01 Aug 2015

Joanna Woodall on Cooking Artists in Dark Rooms

Many are the ways to demonstrate that a given picture represents the artist in his or her mind: resemblance, pose, apparent errors, "nonsensical" shading, tools expressed in metaphor, etc. We have shown you at least thirty different methods, most of them unknown to art historians in...

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05 Dec 2014 | 2 Comments

As in Painting, so is Poetry

The image above, a detail of a painting by Balthus called The Painter and His Model, goes particularly well with the poem below by James Merrill. Balthus, his head wrapped in a cloth to keep paint off his hair, seemingly pulls the curtain aside but, on our level, he really has the extended arm...

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20 Aug 2014

The Craftsman’s Christ

This is a scene by an unknown 16th-century artist, probably Flemish, at a time when artisanal effort was admired not just for the perfection of the end-product but for the artisan’s closely-guarded knowledge of materials. Wood, stone, minerals, plant extracts, gold-work, smelting etc. No-one...

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26 May 2014 | 1 Comments

Magic from Matisse and Michelangelo

What does Matisse’s figure from Dance II (1910) have to do with Michelangelo’s St Peter from the Last Judgment (1534-41). More than you might think. Bear with me. Both are nude against a blue sky, facing us and facing left; both look a little hunch-backed. Matisse’s dances;...

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08 May 2014

Dutch Royals Are All Artists

I received a message from the Rijksmuseum that their superlative site, the Rijkstudio, now has a collection of Dutch royal portraits. Anyone who has seen on EPPH how portraits of British, Italian and French royalty resemble the artist might wonder whether the Dutch did the same. After all even...

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17 Apr 2014

Manet’s Spanish Singer Raises a Leg

Inspiration can come from anywhere so it's a good idea to look at the art of all periods. Artists do so, no matter which century they live in. A few days ago I solved one of my long-standing problems with a picture by the19th-century artist Edouard Manet (left) while I was studying a...

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14 Apr 2014

Joseph Cornell gives birth to a box…

Birthing, physical birth, is one of poetry and art’s most powerful metaphors used for many centuries, perhaps ever since art first appeared. It plays on the relationship between sexual conception and mental conception while often conveying that our physical bodies do not determine our soul....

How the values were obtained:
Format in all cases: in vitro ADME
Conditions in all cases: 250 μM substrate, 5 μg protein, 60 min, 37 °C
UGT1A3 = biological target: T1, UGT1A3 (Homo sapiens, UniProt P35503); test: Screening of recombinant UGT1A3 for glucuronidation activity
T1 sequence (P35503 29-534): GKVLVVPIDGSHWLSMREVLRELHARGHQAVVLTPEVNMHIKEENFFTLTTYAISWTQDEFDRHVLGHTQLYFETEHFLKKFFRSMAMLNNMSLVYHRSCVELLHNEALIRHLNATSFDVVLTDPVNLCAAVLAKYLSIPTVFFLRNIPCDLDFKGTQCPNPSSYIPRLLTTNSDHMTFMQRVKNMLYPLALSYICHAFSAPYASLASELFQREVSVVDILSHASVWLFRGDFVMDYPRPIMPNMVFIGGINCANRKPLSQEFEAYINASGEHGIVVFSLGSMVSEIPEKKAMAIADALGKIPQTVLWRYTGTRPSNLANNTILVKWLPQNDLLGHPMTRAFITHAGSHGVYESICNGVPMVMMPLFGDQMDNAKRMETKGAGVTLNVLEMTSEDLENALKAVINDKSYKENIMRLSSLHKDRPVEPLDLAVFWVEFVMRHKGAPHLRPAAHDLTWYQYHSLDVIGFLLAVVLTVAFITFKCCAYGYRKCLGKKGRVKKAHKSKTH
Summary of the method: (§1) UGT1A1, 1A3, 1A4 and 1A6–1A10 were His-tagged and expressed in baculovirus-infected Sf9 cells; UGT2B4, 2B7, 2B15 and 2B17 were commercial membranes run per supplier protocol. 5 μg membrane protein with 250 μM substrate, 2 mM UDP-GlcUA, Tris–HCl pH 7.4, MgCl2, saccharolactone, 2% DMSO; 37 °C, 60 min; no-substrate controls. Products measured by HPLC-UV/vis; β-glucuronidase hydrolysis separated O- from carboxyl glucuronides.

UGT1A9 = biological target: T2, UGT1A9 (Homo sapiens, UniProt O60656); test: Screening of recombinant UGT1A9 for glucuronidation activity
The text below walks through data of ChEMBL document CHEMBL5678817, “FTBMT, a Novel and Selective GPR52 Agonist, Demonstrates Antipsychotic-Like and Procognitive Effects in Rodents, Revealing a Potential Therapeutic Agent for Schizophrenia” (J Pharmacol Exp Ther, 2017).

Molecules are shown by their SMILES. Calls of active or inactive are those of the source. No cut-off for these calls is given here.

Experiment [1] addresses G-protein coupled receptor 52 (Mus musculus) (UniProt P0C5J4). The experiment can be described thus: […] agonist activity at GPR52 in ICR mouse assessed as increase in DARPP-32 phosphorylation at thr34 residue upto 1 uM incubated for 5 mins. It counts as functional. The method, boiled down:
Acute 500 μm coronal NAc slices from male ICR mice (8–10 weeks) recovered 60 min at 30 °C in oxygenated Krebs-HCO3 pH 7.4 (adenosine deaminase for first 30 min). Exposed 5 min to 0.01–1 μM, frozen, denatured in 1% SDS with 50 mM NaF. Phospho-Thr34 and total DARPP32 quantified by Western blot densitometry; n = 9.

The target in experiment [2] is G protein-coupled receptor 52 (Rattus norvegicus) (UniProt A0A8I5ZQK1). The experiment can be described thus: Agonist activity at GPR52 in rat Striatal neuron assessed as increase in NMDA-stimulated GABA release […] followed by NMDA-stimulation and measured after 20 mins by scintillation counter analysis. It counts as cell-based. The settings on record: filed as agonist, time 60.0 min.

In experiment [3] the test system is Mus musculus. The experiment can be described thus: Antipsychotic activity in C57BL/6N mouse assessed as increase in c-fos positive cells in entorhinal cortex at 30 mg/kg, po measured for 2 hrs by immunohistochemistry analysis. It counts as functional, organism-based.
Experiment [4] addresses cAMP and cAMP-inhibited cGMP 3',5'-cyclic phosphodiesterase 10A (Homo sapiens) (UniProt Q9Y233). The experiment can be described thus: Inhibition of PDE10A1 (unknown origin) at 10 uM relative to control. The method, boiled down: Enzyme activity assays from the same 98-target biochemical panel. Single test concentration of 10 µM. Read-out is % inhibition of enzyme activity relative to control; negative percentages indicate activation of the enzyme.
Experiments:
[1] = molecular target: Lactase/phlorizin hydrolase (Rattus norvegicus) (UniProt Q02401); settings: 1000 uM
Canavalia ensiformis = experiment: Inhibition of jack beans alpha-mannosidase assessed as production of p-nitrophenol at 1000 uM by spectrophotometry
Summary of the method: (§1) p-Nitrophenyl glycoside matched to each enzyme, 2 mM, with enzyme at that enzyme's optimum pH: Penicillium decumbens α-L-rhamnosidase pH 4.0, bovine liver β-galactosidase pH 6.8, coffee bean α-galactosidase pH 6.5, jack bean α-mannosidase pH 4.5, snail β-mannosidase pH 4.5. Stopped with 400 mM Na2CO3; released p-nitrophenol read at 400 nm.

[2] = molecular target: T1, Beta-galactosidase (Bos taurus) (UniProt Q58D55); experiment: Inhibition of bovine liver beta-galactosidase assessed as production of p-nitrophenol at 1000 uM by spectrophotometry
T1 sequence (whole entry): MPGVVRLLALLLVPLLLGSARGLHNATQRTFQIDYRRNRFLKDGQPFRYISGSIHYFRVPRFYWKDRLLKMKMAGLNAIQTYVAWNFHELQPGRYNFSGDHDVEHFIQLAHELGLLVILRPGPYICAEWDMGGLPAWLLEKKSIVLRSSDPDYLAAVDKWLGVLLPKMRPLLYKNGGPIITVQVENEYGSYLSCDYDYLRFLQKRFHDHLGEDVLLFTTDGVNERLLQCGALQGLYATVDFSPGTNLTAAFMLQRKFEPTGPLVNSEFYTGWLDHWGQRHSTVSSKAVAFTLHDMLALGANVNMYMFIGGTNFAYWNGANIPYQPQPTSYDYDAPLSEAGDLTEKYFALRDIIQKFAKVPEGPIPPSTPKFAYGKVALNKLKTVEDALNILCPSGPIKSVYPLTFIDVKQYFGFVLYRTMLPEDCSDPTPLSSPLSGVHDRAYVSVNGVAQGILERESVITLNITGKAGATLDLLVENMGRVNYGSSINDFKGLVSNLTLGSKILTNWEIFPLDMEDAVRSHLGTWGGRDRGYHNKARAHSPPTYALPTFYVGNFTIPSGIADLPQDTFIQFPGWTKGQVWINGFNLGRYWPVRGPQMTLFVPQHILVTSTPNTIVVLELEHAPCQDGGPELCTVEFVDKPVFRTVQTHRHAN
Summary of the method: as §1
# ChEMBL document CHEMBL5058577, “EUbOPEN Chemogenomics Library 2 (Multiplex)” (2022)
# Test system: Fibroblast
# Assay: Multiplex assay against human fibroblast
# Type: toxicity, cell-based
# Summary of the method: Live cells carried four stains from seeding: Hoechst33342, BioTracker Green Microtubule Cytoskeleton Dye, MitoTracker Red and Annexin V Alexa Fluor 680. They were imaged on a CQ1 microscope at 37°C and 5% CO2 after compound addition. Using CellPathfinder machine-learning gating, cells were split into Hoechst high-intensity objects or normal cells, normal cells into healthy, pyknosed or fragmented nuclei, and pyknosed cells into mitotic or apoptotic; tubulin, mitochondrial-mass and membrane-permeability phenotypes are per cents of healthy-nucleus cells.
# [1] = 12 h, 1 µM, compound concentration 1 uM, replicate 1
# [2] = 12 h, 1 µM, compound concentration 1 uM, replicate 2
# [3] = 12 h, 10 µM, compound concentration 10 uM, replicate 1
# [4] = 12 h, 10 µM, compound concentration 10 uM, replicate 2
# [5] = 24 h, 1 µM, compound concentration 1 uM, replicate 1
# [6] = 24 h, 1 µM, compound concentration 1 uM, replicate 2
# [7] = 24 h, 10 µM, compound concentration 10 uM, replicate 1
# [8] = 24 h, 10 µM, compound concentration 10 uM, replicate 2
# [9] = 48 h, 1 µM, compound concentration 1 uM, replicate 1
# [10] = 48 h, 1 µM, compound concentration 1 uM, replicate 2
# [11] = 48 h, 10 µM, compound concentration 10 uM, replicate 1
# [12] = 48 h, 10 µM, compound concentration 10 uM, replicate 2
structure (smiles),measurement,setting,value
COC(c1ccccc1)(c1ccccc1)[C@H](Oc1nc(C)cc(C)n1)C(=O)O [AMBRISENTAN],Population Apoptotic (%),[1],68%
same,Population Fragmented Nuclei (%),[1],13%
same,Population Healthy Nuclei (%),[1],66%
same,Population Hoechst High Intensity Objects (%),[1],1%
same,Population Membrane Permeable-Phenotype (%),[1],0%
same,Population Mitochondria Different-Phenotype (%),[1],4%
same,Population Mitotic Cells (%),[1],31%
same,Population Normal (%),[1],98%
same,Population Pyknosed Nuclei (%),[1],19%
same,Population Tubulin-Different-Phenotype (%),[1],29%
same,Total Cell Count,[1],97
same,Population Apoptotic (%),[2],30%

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13 Apr 2014

The Artist is Always Present

Very few novels use the first person pronoun, most using an impersonal narrator to describe the scene. The author David Henry Thoreau noted that, with the ‘I’ omitted, the reader forgets that it really remains there because the novelist is confined to his theme by the narrowness of his own...

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09 Feb 2014

Artists and the Thumb-hole of a Guitar

I read once that Cézanne prepared his palette with as many as 18 pigments and lined them up in a series like musical scales.1 It’s an apt analogy because painters have long portrayed musicians as an allegory of their own poetic performance in the studio. When Manet and Courbet painted...

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05 Jan 2014 | 2 Comments

How God became Woman

Art is so pregnant that it can take months for its hidden meaning to emerge in your thought. That’s why we try to enter the artist's mind, not just through social customs and the religious dogma of a period but also through art's own culture which, though barely known, is simpler to recall...

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26 Nov 2013 | 2 Comments

Tips to Tell Art from Illustration

My definition of art, as I've said before, is not as wide as that used by the public and most scholars. I do not believe, for instance, that children create art nor the vast majority of adult painters. True artists paint themselves; they paint inwards and they paint the wisdom of the ages.  


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21 Sep 2013

Pens, Palettes and their Visual Metaphors

Thoth was an Egyptian god best known in art as having the head of an ibis (above left). He had many functions but was perhaps most celebrated as the scribe of the gods, the inventor of heiroglyphs and writing, and who, when people died, wrote down the weight of each heart as they entered the...

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17 Jul 2013 | 1 Comments

Michelangelo Rocks in The Battle of Cascina (1504)

This post explains additional obervations not included in the original article here on Michelangelo’s The Battle of Cascina, a 1504 cartoon for a never-completed mural in the civic heart of Florence. It is one of the most celebrated and influential works in the history of art. A composition...

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18 Feb 2013

1+1=1: The Divided Self in Manet’s Railway

What is the girl up to? Who are they? What's happening? Why do they wear the same color clothes? Why is the girl's hair so odd?

In my explanation two years ago of Edouard Manet’s The Railway (1873) I noted that the extended arm of the girl, an alter ego, is “painting” the background and...

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01 Dec 2012

Pointing at the Edge

If you cruise the various interpretations on this site, you might have noticed a tendency to explain a figure with an arm or hand pointing to or touching the edge of the image as the artist himself painting a self-portrait. Michael Fried first noticed this phenomenon in an early painting by...

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